King of the big screen a champion of poetry: Blake's poetry makes an impression on Mortensen
20 February 2004
San Francisco Chronicle
Image Lea Suzuki.
© San Francisco Chronicle 2004.
A black SUV pulls up across from City Lights, and Viggo Mortensen hops out. I suggested meeting at the North Beach bookstore to get away from the hotel where's he's stuck promoting "Hidalgo" -- a sort of "Seabiscuit" in the sand in which he charms the stirrups off a horse. Mortensen, a poet who read at City Lights five years ago, is delighted to return, and, surprisingly, Disney, which has $90 million invested in "Hidalgo," allows its star to go off subject for an hour.
Mortensen -- in a well-tailored plaid jacket (no grunge look for him) and looking slighter than he does on screen -- leads the way upstairs to the poetry room. He immediately heads for the used-books bin. "I might find something out of print or something I haven't noticed before," he says, perusing titles with experienced eyes.
A voice calls out, "Hey, aren't you John Waters?" Mortensen smiles and shakes hands with a City Lights employee, who identifies himself only as Peter M. "I sound more mysterious that way." He hands Mortensen $124.41 in cash, residuals from CD sales of his poetry reading. Mortensen says he'd be happy to do another reading in the spring. "That won't work. I'm already booking June," M. replies. You've got to love City Lights for not dropping everything for a movie star.
Since he starred in the "Lord of the Rings" trilogy, Mortensen's readings have played to standing-room-only crowds. "I've been asked, 'Doesn't it bother you that most people come because of the movies,' not because of my poetry? But it doesn't matter to me, because once they're there, they listen to the poems. I bring other poets along, and they listen to them, too.'' I ask Mortensen to pick out his favorite poets. He hesitates. There are so many, he says, he wouldn't know where to begin. Just then an older woman who has an obvious familiarity with the poetry section selects a William Blake volume and settles into the room's only comfortable chair. Mortensen, who believes everything happens for a reason, is convinced she's showing him the way. He reaches for another Blake collection and turns to "America: A Prophecy," a poem that eerily seems to predict the Sept. 11 terrorist attacks.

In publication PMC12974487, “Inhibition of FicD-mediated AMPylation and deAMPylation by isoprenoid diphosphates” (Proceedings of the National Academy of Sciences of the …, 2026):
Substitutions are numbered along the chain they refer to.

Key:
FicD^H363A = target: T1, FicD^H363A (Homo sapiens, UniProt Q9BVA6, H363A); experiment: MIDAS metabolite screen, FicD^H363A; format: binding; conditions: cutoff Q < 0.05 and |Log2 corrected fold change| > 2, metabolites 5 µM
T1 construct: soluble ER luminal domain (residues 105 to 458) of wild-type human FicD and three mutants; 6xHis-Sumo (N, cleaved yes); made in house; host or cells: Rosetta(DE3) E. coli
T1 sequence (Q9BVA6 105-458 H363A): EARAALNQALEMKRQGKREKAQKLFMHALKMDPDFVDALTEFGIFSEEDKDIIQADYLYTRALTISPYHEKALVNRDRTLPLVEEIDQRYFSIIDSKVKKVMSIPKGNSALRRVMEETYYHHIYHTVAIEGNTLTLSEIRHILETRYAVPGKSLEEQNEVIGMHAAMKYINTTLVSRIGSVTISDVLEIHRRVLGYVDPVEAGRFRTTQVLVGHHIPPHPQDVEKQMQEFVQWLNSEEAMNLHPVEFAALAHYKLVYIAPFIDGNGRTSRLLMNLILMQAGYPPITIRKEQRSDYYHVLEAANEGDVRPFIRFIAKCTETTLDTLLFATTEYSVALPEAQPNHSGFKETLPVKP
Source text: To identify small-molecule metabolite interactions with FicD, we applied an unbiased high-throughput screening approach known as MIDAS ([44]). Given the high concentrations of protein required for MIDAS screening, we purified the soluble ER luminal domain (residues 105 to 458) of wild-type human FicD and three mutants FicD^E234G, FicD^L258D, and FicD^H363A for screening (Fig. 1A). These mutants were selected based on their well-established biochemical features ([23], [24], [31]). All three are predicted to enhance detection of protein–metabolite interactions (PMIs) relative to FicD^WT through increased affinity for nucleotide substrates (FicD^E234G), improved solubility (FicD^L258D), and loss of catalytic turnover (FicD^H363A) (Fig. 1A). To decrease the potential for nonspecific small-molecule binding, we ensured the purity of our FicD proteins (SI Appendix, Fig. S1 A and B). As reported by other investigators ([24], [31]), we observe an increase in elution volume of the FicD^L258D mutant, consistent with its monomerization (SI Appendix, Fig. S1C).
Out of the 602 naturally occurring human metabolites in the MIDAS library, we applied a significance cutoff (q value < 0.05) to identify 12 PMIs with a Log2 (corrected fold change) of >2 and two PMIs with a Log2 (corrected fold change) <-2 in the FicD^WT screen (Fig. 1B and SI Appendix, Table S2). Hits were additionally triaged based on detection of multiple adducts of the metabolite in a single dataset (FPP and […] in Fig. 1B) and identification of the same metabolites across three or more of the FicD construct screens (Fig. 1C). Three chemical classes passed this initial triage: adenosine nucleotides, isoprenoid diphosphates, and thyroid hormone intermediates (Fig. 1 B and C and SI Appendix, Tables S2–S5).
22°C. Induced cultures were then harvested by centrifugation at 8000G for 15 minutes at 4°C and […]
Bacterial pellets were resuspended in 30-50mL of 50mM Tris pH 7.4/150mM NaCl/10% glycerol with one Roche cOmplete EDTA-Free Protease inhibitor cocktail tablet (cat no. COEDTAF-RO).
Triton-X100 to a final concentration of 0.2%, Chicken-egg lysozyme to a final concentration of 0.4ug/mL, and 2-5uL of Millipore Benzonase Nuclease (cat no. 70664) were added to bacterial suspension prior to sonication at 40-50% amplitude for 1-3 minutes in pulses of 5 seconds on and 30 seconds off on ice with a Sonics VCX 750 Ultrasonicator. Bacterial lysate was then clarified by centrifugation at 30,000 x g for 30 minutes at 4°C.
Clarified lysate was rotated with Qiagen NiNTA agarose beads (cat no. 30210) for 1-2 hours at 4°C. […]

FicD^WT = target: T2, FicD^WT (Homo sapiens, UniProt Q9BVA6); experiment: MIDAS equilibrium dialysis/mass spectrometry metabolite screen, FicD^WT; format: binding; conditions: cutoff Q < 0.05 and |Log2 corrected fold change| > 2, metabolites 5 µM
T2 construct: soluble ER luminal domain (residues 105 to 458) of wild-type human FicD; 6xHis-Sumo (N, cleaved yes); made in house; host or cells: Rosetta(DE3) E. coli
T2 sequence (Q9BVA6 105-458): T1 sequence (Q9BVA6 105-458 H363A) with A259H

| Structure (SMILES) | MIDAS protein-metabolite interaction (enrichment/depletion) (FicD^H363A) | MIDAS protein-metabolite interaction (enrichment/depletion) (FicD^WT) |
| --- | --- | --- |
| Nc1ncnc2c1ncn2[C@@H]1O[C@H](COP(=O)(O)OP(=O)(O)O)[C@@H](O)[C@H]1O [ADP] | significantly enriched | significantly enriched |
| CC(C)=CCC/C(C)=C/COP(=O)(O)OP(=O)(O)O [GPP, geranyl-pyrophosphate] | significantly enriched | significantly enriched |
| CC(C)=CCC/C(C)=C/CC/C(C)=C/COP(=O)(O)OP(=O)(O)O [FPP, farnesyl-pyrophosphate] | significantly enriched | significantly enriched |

"Fury! rage! madness! in a wind swept through America," Mortensen reads in almost a monotone, letting the words speak for themselves.
"And the red flames of Orc that folded roaring fierce around / The angry shoes, and the fierce rushing of th' inhabitants together: / The citizens of New-York close their books & lock their chests."
The woman in the easy chair listens intently. Does she recognize her fellow Blake enthusiast? "No," she says. I tell her. She looks impressed, but I have a feeling she's making a mental note of Mortensen's name to ask someone who the heck he is.
Mortensen makes one last survey of the shelves in search of his poetry books. Not finding any, he says he'll send the store some. I brought along a copy of his "Coincidence of Memory" just in case. The book contains his photographs as well as poems, which he has serendipitously matched up. A picture of the sea is paired with an untitled poem that starts out, "Oceans take our secrets," and ends with, "Once I found a wedding ring uncovered by the receding tide. I didn't touch it. I was already married." "I wrote that a long time ago," said Mortensen, who's been divorced since the early '90s.
As a teenager, he found poetry boring. But in his 20s, after experimenting with short stories and novels, he was drawn to the economy of a poem. "Everything else seemed glaringly overwritten," he says. Mortensen will return to his old poems and delete a word here and there. He takes a similar approach to acting, stripping away emotions.
Mortensen, who also paints and runs a small publishing house, Perceval Press, has been warned about spreading himself too thin, especially now that his acting career is in high gear. But he sees his creative endeavors as related. "It's all about paying attention to your surroundings," he says. "I make a concerted effort to take part in my own life. If I have an idea I want to write it down or it may inspire me to take a picture or give me insight into a character. I find it a relief to turn my attention from one thing to another.''
Before we part, Mortensen insists on buying me Blake's "The Complete Poems," marking the passage he read. A moment later, he's back with Pablo Neruda's "The Book of Questions" and Perceval Press' "Twilight of Empire: Responses to Occupation." I protest mildly, accepting his presents but telling him, "Please, no mink coat.'' As I leave with my bundle, he's loading up more books for himself. That's when it comes to me: Mortensen is determined to pour every cent of his residuals back into City Lights. Have I mentioned what a good guy he is?
Last edited: 14 April 2005 14:53:11
© San Francisco Chronicle.